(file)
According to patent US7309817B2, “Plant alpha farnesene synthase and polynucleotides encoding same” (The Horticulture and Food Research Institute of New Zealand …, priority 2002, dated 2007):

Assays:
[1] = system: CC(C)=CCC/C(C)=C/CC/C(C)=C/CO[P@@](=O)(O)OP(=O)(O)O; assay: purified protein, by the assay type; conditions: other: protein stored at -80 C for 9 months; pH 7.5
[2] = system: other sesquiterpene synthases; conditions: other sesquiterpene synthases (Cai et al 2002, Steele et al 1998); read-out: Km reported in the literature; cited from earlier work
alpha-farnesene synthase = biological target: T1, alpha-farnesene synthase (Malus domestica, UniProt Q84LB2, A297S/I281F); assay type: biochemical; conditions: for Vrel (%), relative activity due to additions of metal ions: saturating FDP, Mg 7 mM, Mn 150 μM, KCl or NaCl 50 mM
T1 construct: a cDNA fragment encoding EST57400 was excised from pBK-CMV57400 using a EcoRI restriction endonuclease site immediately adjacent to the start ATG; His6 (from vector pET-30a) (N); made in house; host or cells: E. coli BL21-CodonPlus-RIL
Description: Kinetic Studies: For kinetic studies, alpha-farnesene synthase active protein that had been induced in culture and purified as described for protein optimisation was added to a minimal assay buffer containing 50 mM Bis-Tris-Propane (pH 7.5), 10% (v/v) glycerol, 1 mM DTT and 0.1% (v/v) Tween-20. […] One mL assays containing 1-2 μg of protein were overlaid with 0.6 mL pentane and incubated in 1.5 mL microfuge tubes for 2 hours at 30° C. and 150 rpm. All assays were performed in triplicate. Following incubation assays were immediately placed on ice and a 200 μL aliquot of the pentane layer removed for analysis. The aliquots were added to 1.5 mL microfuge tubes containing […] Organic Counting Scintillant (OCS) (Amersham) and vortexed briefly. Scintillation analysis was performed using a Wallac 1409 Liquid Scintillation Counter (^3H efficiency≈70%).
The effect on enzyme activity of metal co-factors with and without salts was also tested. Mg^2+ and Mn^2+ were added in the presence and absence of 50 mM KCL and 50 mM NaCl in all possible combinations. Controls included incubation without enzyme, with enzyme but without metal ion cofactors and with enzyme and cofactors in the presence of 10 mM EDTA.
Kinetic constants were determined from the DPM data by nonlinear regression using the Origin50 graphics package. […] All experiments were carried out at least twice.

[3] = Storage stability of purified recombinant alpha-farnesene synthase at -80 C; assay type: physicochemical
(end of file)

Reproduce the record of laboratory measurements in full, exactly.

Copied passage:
According to patent US7309817B2, “Plant alpha farnesene synthase and polynucleotides encoding same” (The Horticulture and Food Research Institute of New Zealand …, priority 2002, dated 2007):

Assays:
[1] = system: CC(C)=CCC/C(C)=C/CC/C(C)=C/CO[P@@](=O)(O)OP(=O)(O)O; assay: purified protein, by the assay type; conditions: other: protein stored at -80 C for 9 months; pH 7.5
[2] = system: other sesquiterpene synthases; conditions: other sesquiterpene synthases (Cai et al 2002, Steele et al 1998); read-out: Km reported in the literature; cited from earlier work
alpha-farnesene synthase = biological target: T1, alpha-farnesene synthase (Malus domestica, UniProt Q84LB2, A297S/I281F); assay type: biochemical; conditions: for Vrel (%), relative activity due to additions of metal ions: saturating FDP, Mg 7 mM, Mn 150 μM, KCl or NaCl 50 mM
T1 construct: a cDNA fragment encoding EST57400 was excised from pBK-CMV57400 using a EcoRI restriction endonuclease site immediately adjacent to the start ATG; His6 (from vector pET-30a) (N); made in house; host or cells: E. coli BL21-CodonPlus-RIL
Description: Kinetic Studies: For kinetic studies, alpha-farnesene synthase active protein that had been induced in culture and purified as described for protein optimisation was added to a minimal assay buffer containing 50 mM Bis-Tris-Propane (pH 7.5), 10% (v/v) glycerol, 1 mM DTT and 0.1% (v/v) Tween-20. […] One mL assays containing 1-2 μg of protein were overlaid with 0.6 mL pentane and incubated in 1.5 mL microfuge tubes for 2 hours at 30° C. and 150 rpm. All assays were performed in triplicate. Following incubation assays were immediately placed on ice and a 200 μL aliquot of the pentane layer removed for analysis. The aliquots were added to 1.5 mL microfuge tubes containing […] Organic Counting Scintillant (OCS) (Amersham) and vortexed briefly. Scintillation analysis was performed using a Wallac 1409 Liquid Scintillation Counter (^3H efficiency≈70%).
The effect on enzyme activity of metal co-factors with and without salts was also tested. Mg^2+ and Mn^2+ were added in the presence and absence of 50 mM KCL and 50 mM NaCl in all possible combinations. Controls included incubation without enzyme, with enzyme but without metal ion cofactors and with enzyme and cofactors in the presence of 10 mM EDTA.
Kinetic constants were determined from the DPM data by nonlinear regression using the Origin50 graphics package. […] All experiments were carried out at least twice.

[3] = Storage stability of purified recombinant alpha-farnesene synthase at -80 C; assay type: physicochemical